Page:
Today I Learned

Vapor Detection and Discrimination with a Panel of Odorant Receptors

Model diagram to show that the authors measured the amount of luminescence (glow) over time in the cells, and then they used the area under the curve (AUC) as the number they reported to determine response to the odorants.

Today I learned: that scientists have been trying to create artificial “noses”. Traditionally, dogs and other animals have been trained to identify specific smells like cancer, drugs, toxins, etc. But recent research is trying to design these artificial systems that could act as a way to screen for many odors at once. This groups of scientists used cells grown in the lab that have an olfactory receptor (OR) and proteins inside the cell that cause the cell to light up when an odorant (chemical that has a smell) is recognized by the OR. This works because in mammals, when an OR recognizes an odorant, that OR then becomes “activated” and transmits a signal into the cell. The cell then passes that message along to another cell, which passes it onto the area of the brain that processes these signals and tells us what we are smelling. They used seven odorants — ranging from those that smell like cloves to those that smell like banana — and tested them with many different ORs to see how much the cells lit up. With this they were able to identify specifically which ORs responded to which smells and how sensitively they could respond. This system can be used to help create systems that can discriminate between odorants, even if they look very similar in structure.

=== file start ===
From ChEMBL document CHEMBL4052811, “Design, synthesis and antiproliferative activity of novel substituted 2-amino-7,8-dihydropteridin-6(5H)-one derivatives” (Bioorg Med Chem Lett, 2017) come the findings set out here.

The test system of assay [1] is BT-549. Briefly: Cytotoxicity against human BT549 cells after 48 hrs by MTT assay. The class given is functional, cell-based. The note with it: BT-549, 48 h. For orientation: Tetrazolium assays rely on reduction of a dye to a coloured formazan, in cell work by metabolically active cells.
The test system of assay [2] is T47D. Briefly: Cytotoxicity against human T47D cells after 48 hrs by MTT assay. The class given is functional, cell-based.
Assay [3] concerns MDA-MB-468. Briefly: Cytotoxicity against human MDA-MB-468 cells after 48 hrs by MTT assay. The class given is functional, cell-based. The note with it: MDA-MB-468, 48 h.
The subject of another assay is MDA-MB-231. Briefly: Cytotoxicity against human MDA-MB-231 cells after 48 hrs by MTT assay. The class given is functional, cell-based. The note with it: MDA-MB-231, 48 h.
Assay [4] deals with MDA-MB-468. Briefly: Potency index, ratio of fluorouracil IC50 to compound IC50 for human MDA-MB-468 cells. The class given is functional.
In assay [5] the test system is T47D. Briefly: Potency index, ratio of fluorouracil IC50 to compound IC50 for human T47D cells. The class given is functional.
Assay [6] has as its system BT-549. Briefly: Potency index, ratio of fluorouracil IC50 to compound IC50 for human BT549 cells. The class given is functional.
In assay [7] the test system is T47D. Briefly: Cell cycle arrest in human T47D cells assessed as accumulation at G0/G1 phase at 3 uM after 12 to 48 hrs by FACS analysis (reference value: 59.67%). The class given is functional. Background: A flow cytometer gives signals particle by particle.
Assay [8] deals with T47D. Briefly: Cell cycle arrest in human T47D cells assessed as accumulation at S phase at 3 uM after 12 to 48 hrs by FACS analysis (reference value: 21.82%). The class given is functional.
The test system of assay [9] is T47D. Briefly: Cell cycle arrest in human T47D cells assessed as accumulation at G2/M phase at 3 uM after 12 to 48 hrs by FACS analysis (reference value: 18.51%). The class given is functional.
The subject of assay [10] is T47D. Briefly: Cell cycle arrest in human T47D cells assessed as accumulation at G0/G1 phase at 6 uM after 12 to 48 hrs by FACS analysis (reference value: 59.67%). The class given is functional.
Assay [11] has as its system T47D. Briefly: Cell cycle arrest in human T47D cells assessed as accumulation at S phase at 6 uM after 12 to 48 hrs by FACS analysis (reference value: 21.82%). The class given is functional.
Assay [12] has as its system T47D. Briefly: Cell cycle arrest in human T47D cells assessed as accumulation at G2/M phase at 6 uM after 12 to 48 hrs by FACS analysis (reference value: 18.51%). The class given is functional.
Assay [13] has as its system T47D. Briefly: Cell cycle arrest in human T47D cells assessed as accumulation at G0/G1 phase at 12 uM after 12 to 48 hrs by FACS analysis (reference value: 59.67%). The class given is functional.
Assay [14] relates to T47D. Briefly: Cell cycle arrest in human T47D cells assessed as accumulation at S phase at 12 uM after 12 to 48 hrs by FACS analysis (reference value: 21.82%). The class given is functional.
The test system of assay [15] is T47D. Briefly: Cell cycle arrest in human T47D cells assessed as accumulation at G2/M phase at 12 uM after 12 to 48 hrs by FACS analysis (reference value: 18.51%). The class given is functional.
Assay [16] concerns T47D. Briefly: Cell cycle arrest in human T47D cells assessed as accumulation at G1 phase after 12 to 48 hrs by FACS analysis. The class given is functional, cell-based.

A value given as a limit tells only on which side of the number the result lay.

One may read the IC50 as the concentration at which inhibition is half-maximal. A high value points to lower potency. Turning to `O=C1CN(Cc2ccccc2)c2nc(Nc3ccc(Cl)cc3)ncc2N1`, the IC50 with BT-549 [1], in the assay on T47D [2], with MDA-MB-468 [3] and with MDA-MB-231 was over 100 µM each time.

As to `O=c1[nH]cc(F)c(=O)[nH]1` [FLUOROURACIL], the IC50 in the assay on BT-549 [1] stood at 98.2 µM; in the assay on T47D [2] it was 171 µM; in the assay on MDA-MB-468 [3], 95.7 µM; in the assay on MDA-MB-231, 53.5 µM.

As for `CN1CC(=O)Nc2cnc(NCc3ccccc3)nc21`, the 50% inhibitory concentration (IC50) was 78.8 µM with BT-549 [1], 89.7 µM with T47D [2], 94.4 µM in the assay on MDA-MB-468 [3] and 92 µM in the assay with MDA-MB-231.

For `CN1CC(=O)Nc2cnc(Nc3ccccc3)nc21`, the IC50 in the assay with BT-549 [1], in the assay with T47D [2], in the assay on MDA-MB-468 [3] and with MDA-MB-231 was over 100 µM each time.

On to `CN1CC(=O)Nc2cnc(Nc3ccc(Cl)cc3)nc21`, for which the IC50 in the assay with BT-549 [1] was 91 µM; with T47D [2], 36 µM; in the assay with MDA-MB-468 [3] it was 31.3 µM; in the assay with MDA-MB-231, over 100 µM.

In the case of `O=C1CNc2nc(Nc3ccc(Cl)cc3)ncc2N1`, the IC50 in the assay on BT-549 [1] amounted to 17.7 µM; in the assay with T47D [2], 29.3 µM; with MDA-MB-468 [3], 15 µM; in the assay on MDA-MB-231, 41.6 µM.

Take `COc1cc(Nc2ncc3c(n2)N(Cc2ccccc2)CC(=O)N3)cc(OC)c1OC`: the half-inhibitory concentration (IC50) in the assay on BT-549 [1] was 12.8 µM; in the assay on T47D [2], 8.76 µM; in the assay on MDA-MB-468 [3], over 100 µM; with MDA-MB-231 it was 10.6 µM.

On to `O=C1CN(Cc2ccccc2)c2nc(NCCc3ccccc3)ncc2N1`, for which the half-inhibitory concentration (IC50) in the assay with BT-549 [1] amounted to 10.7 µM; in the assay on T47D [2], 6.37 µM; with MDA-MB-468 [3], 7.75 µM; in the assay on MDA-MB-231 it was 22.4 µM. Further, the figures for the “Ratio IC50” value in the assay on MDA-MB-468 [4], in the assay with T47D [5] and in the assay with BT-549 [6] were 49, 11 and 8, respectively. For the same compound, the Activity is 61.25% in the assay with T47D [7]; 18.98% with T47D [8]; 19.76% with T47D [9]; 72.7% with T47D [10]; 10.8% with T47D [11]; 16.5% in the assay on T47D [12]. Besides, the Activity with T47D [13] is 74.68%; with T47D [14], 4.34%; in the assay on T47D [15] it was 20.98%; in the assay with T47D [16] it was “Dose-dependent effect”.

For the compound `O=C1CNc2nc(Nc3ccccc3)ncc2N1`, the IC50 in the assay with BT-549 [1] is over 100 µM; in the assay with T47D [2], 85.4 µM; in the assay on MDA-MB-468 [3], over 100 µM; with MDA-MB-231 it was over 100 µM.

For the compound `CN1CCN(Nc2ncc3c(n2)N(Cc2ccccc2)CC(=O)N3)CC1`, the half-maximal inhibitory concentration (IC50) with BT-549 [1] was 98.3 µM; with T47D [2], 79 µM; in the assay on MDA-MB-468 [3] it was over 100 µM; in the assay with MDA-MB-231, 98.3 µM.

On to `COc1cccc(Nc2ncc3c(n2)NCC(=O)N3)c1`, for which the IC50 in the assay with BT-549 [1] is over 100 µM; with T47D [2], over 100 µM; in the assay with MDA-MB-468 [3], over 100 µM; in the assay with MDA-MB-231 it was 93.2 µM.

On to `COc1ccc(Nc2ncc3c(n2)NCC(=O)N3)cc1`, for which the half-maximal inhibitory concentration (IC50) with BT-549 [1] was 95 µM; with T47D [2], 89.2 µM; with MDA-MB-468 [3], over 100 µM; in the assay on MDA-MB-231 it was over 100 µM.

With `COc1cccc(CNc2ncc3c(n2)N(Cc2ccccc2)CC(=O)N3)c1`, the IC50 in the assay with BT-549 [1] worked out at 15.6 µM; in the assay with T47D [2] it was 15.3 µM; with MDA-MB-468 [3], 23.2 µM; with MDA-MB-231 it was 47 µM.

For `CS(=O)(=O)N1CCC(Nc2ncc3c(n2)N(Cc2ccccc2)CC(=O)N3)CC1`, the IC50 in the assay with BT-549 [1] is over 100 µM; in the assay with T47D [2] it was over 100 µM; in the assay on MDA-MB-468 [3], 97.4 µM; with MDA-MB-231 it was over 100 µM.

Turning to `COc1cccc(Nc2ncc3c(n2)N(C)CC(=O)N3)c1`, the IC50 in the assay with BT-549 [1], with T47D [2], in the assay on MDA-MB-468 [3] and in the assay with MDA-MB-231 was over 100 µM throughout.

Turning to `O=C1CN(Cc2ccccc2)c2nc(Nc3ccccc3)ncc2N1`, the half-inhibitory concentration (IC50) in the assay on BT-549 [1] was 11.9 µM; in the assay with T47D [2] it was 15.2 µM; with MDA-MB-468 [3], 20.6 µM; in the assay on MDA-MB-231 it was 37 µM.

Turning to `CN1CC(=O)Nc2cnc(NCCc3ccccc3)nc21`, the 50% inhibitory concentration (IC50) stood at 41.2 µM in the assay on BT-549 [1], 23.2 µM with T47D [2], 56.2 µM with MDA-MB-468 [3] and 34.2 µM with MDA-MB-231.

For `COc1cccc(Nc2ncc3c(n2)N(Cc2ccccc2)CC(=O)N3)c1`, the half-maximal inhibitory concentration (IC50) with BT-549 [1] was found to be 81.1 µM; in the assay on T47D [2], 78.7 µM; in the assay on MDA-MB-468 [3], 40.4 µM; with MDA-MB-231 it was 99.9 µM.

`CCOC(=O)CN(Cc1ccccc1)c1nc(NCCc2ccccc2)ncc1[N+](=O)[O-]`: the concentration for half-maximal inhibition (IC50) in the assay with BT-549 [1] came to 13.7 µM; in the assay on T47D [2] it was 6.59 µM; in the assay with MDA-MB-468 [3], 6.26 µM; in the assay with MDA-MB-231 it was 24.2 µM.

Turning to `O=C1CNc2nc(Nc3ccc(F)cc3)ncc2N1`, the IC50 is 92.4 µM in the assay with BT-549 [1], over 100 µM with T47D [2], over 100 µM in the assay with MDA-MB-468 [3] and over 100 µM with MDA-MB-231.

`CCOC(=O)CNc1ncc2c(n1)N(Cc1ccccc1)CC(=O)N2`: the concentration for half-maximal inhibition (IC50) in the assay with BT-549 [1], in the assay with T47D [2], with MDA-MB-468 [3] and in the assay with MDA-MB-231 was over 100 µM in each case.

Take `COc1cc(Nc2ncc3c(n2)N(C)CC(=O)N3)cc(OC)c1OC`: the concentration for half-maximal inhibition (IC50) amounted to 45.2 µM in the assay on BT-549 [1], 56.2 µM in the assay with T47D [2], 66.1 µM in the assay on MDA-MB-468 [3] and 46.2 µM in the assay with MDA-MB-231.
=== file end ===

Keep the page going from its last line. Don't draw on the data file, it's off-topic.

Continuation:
Reference: Kida, Hitoshi, et al. “Vapor Detection and Discrimination with a Panel of Odorant Receptors.” Nature Communications, vol. 9, no. 1, 2018, doi:10.1038/s41467-018-06806-w.

Baleen Whale Cortisol Levels Reveal a Physiological Response to 20th Century Whaling

Today I learned: whaling in the 20th century indirectly stressed out many different species of whales. A group of scientists looked at the earplugs of three different types of baleen whales: fin, humpback, and blue. A whale earplug is a collection of ear wax that has alternating lines that tell the age of a whale (like tree rings do) and store both endogenous (i.e. hormones) or exogenous (i.e. pollutants) chemicals. Because of this, they could measure the amount of cortisol, a stress hormone, in each whale during many different years. They found that when whaling numbers peaked, there was also a peak in the average cortisol levels. Interestingly, when whaling decreased during World War II, they still saw slightly higher cortisol levels, which suggests that wartime noises (i.e. submarines, bombing/explosions, planes, etc.) also increased the stress in the whales. The sharp drop in cortisol levels in the 1970s was connected to the start of the Marine Mammal Protection Act that put a moratorium on whaling. However, cortisol levels have been slowing increasing since then, indicating that other stressors are present (i.e. increased sea temperatures, over-fishing, and noise).

Graph showing that when whaling numbers peak, there is a peak in cortisol levels